The Jet’s geometry and wheel-size compatibility allows the bike to fit a wide range of riders, something always appreciated by people at both ends of the height spectrum. The company says that outside some minor tweaks, the Jet 9 2018 shouldn’t be vastly different from its 2017 version. For more information, visit http://www.ninerbikes.com.
For ladies who shred
Slowly, but surely, more options are coming onto the market for women riders who want performance and fit. Not all manufacturers are tuned into the needs of women yet, but a few brands are doing it right.
Yeti Beti SB5 2017
Yeti’s women’s specific rides can take a rider to the next level. At 150/125 mm of travel in the front and rear respectively, and a slack top tube, this bike is ready to take on just about any obstacle.
Compared to other trail bikes, it felt a bit rougher going over pebble-strewn roads and washboard trails, but it truly shined when given some nasty roots and rock beds, where it gobbled up terrain with finesse.
Also, the SB5 whipped around tight corners like a dream. Something about the geometry allows the rider to get lower on the bike and hug the turn without braking as much, a godsend for someone who notoriously takes corners with the grace and speed of a turtle.
What makes it a Beti? The Beti line has the same frames as Yeti’s standard lines, but with smaller sizing options, suspensions dialed in for lighter weights, shorter crank arms and a women’s specific saddle. The changes seem somewhat minor, but the results are noticeable.
Yeti representatives say that riders can expect a very similar ride for their 2018 models
With its downhill focused design, this bike would be too slouchy going uphill to race, but it’s a hell of a fun bike for epic cross-country rides and rolling Colorado terrain.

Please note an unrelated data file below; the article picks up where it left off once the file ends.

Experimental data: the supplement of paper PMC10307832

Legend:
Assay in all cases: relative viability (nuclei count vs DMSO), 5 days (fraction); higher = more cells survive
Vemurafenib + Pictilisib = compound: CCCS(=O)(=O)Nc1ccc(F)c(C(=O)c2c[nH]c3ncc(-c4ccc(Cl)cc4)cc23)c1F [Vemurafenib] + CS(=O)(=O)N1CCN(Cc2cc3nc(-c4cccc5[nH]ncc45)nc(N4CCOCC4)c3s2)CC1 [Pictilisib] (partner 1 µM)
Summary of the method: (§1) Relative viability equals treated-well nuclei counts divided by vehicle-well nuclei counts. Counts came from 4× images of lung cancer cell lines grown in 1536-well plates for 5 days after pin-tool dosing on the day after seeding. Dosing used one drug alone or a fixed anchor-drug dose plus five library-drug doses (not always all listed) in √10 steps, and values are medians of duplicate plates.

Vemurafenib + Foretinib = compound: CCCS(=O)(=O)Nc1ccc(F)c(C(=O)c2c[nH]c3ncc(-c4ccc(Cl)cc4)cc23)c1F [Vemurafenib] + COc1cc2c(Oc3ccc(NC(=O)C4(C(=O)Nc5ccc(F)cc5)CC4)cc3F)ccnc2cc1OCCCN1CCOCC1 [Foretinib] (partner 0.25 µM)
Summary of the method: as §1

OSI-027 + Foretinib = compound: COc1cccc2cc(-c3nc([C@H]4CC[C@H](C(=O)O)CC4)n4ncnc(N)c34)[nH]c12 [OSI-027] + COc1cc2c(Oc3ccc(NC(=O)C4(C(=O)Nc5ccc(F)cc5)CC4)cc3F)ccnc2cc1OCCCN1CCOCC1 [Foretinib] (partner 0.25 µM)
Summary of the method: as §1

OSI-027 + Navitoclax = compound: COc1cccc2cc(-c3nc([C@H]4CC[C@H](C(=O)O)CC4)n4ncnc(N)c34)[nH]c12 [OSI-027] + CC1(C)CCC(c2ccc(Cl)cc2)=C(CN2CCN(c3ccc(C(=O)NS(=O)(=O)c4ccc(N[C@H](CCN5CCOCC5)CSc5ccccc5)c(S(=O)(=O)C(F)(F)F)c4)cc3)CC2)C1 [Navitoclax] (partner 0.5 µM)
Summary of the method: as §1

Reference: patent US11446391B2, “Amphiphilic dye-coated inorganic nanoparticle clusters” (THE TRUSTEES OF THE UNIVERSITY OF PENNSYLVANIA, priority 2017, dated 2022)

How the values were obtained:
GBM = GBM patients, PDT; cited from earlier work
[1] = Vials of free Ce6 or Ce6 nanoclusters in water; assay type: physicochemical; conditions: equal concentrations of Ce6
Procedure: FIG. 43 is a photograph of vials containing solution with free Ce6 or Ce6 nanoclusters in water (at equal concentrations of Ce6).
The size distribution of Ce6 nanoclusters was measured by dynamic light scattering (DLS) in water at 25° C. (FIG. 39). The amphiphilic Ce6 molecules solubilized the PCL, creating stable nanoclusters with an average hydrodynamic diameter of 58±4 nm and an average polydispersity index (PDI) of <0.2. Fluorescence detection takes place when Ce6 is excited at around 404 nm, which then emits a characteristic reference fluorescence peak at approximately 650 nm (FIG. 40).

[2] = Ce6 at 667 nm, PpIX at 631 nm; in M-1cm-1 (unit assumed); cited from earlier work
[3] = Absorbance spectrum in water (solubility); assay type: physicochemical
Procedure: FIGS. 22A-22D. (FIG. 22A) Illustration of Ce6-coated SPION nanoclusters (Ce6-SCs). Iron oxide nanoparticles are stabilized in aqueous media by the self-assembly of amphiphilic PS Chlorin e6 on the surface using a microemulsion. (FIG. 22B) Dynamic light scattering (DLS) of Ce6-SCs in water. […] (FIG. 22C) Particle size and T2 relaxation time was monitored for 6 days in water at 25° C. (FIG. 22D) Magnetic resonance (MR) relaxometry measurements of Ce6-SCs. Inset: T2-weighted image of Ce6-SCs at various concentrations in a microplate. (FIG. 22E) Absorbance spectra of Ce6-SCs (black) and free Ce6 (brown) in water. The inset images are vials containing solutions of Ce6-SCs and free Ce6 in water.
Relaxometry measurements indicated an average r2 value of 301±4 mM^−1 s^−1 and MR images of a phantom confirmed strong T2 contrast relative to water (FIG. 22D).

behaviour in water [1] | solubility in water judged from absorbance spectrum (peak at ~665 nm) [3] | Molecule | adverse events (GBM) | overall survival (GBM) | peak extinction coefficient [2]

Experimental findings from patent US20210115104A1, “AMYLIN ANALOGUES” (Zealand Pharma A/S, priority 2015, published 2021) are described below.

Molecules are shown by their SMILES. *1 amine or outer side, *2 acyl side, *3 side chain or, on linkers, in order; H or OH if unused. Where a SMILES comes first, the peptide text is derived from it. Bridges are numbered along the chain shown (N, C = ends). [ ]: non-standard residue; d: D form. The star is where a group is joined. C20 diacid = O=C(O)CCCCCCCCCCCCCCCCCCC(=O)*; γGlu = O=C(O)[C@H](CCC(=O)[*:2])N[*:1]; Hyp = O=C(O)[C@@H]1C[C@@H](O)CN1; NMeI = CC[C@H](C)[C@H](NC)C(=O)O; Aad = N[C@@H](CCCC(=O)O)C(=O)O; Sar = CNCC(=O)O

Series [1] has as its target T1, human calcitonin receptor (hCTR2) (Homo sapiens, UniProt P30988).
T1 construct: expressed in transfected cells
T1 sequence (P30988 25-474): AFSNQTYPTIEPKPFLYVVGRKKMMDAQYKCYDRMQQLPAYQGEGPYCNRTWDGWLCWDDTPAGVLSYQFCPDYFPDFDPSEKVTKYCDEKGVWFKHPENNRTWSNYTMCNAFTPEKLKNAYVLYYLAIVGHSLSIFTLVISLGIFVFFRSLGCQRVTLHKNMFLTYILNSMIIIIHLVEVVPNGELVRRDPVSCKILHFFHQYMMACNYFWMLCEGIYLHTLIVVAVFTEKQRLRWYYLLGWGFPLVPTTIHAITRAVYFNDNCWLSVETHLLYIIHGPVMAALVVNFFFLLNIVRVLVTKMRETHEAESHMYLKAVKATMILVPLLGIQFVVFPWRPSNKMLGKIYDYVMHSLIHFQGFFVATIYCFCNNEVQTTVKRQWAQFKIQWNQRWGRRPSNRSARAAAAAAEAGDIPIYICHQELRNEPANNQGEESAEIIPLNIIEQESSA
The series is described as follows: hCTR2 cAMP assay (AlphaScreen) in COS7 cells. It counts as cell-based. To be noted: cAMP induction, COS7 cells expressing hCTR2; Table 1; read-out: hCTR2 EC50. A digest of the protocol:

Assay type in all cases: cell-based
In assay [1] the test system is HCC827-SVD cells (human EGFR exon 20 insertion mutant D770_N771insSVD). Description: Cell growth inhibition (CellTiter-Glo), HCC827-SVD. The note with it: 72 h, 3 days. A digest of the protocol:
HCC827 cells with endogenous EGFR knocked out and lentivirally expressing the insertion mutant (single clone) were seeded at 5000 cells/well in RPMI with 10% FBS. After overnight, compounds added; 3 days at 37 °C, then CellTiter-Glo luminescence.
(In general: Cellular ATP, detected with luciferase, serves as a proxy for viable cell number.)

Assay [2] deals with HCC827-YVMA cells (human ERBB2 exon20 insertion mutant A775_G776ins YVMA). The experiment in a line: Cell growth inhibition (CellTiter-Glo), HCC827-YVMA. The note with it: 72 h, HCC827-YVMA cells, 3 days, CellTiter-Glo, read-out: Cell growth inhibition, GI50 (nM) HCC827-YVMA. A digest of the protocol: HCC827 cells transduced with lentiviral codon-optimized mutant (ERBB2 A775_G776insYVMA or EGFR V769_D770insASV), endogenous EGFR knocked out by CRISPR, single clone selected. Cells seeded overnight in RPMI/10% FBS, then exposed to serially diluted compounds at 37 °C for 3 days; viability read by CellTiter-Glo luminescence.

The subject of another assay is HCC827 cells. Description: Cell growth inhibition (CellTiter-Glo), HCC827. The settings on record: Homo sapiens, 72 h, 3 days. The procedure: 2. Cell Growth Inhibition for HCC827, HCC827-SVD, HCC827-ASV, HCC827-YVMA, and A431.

Demo a Yeti at the Vail Outlier festival from Sept. 29 to Oct. 1. To learn more, visit http://www.yetibikes.com.
Liv Pique Advanced and Hail Advanced 2018
Liv broke cross-country racers’ hearts by discontinuing their speedy full-suspension XC bike, the Lust, a couple years back. The Pique is its closest replacement, a cross between an XC and trail bike sporting a slacker geometry and 130/120 mm of travel in the front and back respectively.
The idea is versatility, and the Pique Advanced does offer that, with the ability to make it up a slog of a climb with efficiency and tackle a more aggressive descent on the same ride. Ladies at the Outerbike demo raved about this ride, so Liv must be onto something.
It’s also worth mentioning the Liv Hail Advanced, one of the first 160 mm front travel, aggressive enduro bikes are built from the ground up specifically for women.
The fork on this was initially a bit jarring and could have used some tweaking, a sentiment heard from other reviewers as well, but it’s encouraging and exciting to see high-end products like the Hail available to hard-charging women. For more information, visit http://www.liv-cycling.com.